A 12-week feeding trial was conducted to evaluate the use of feed pea meal as a dietary protein source for juvenile milkfish. Six isonitrogenous (30% crude protein) and isocaloric (16.5 kJ/g) practical diets were formulated. The control diet contained fish meal, soybean meal, meat and bone meal and copra meal as principal protein sources. Feed pea meal was progressively substituted at 0%, 5%, 10%, 15%, 20%, 25% and 30% of total protein. A leading commercial milkfish feed was also tested as an additional control. The experimental diets were fed to triplicate groups of milkfish fingerlings (mean initial weight of 0.42±0.01 g) at 10% body weight/day. Growth performance (expressed as percentage of weight gain and SGR), survival, feed conversion ratio (FCR) and protein efficiency ratio (PER) of milkfish fed diets with up to 10% substitution of the dietary protein with feed pea meal were not significantly different (P>0.05) compared to fish fed the control diet. Replacement with feed pea meal at 15% and higher levels led to milkfish fed these diets showing a significantly lower growth response compared to fish fed with the control without any feed pea meal. Nevertheless, it was observed that milkfish fed diets with up to 20% of total dietary protein substitution with feed pea meal showed better growth rates and feed conversion ratios than the commercial feed control. Whole body composition (crude protein, crude fat, crude fiber, nitrogen-free extracts and ash content) of milkfish fed the various test diets was not significantly different. Apparent digestibility coefficients of feed pea meal and experimental diets in milkfish were also determined. Results indicate that feed pea meal is an acceptable protein source and can replace up to 20% of the total dietary protein in milkfish diets.
    • Article

      Proteolytic enzyme activity of juvenile Asian sea bass, Lates calcarifer (Bloch), is increased with protein intake 

      PS Eusebio & RM Coloso - Aquaculture Research, 2002 - Blackwell Publishing
      The effect of high dietary protein intake on proteolytic enzyme activity of feeding juvenile Asian sea bass, Lates calcarifer (Bloch) was studied. Ninety fish [mean body weight ± standard error (SE) 304.62 ± 34.84 g] were randomly assigned to two dietary treatments, each with three replicates. In treatment 1, fish were fed by-catch (Thunnus albacares) and in treatment 2, a formulated diet containing 50% protein. Proteolytic enzyme activity was determined in pyloric caecae and intestine at day 0, 7, 15, and 30. Initial proteolytic enzyme activity in sea bass ranged from 174 to 232 azocasein units (UAC.) per mg of protein. After 7 days there was no significant difference in proteolytic enzyme activity of fish fed the two diets. However, a marked increase was observed in fish fed the formulated diet at day 15. After 30 days, the proteolytic enzyme activity in fish fed the formulated diet was threefold higher than that in fish fed the by-catch diet. Fish fed the formulated diet had significantly higher total protein intake at day 7 than did fish fed by-catch. Thereafter, a twofold weekly increase in the total protein intake was observed in both fish fed the by-catch and formulated diets until day 30. These results suggest that a high dietary protein intake induces increased proteolytic enzyme activity in Asian sea bass.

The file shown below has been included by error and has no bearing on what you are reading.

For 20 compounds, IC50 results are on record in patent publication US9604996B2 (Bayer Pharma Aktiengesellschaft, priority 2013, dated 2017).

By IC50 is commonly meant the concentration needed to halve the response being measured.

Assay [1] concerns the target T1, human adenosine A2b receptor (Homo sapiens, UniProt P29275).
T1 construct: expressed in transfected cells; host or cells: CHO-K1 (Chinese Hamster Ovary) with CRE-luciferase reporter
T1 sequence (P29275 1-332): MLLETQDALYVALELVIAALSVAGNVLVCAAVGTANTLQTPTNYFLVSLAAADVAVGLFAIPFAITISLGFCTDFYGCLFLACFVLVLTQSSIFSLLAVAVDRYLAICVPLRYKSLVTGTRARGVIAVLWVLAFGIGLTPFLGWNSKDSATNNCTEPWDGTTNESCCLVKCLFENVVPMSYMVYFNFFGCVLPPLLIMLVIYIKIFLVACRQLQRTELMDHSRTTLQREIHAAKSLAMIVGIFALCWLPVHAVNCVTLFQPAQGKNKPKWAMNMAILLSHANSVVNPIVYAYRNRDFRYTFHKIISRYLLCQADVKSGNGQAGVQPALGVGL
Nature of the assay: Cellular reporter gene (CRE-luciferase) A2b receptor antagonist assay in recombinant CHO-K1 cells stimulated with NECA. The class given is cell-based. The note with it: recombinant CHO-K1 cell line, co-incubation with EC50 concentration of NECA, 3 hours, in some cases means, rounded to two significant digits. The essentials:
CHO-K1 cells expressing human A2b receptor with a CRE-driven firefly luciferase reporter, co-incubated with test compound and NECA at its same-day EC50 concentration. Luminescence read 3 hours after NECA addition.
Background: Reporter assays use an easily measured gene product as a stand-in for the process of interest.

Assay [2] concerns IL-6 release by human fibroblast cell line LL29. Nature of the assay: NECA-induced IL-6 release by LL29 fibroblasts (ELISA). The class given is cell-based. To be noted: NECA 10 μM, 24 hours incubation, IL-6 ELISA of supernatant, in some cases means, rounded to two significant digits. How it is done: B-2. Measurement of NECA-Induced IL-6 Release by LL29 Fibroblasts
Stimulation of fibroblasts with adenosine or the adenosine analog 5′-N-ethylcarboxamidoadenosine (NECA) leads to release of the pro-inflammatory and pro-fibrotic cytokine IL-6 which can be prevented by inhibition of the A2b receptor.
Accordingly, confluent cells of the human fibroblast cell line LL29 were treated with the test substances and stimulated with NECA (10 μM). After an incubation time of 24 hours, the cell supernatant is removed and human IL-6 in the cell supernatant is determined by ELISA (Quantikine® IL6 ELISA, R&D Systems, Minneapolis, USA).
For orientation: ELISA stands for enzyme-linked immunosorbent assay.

• Article

      Utilization of feed pea, Pisum sativum, meal as protein source in practical diets for juvenile shrimp, Penaeus monodon 

      MN Bautista-Teruel, PS Eusebio & TP Welsh - Aquaculture, 2003 - Elsevier
      The potential of feed pea meal as an alternative protein source to soybean meal in practical diets for the juvenile tiger shrimp, Penaeus monodon, was assessed in several experiments. Six isonitrogenous diets were formulated to contain 40% protein. Protein from the feed pea meal replaced 0%, 20%, 40%, 60%, 80%, and 100% of the protein from defatted soybean meal in the diets. These values were equivalent to 0%, 5%, 10%, 15%, 20%, 25%, respectively, of the total protein in the diet. A negative control with no protein sources was added to the treatments. Twelve shrimp post-larvae with an average weight of 0.02±0.01 g were randomly assigned in thirty-five 60-l oval tanks equipped with a flow-through seawater system. The shrimp were fed the formulated diets at a daily feeding rate of 20–25% body weight for 90 days in five replicate samples. No significant differences (P>0.05) were observed in weight gain, feed intake, feed conversion ratio (FCR) and protein efficiency ratio (PER) of shrimp fed diets 0 up to the highest level of replacement. Weight gain of shrimp fed the negative control was, however, significantly lower (P<0.05) compared to the rest of the treatments. Specific growth rates (SGR) of shrimp showed likewise no significant differences among treatments except for the negative control. Survival of shrimp for all treatments ranged between 75% and 100%. The apparent dry matter (ADMD) and protein (APD) digestibilities of the dry feed pea in P. monodon were high at 73.38±4.98 and 92.74±2.62, respectively. Digestibility coefficients for dry matter and protein for the feed pea meal-based diets increased with increasing level of feed pea replacement. There were no significant differences in whole body composition (dry matter, protein, lipid, ash, fiber) of shrimp fed the various diets with feed pea replacement. Pellet water stability was similar for all diets even up to the highest level of replacement. The results have demonstrated that feed pea meal has a very good potential as a substitute protein source up to 100% of the protein from defatted soybean meal, which is equivalent to 25% of the total protein in the diet. An inclusion level of up to 42% in the juvenile shrimp P. monodon practical diet did not manifest any adverse effects on growth, feed intake, FCR, survival, body composition, and digestibility coefficients for dry matter and protein of the shrimp.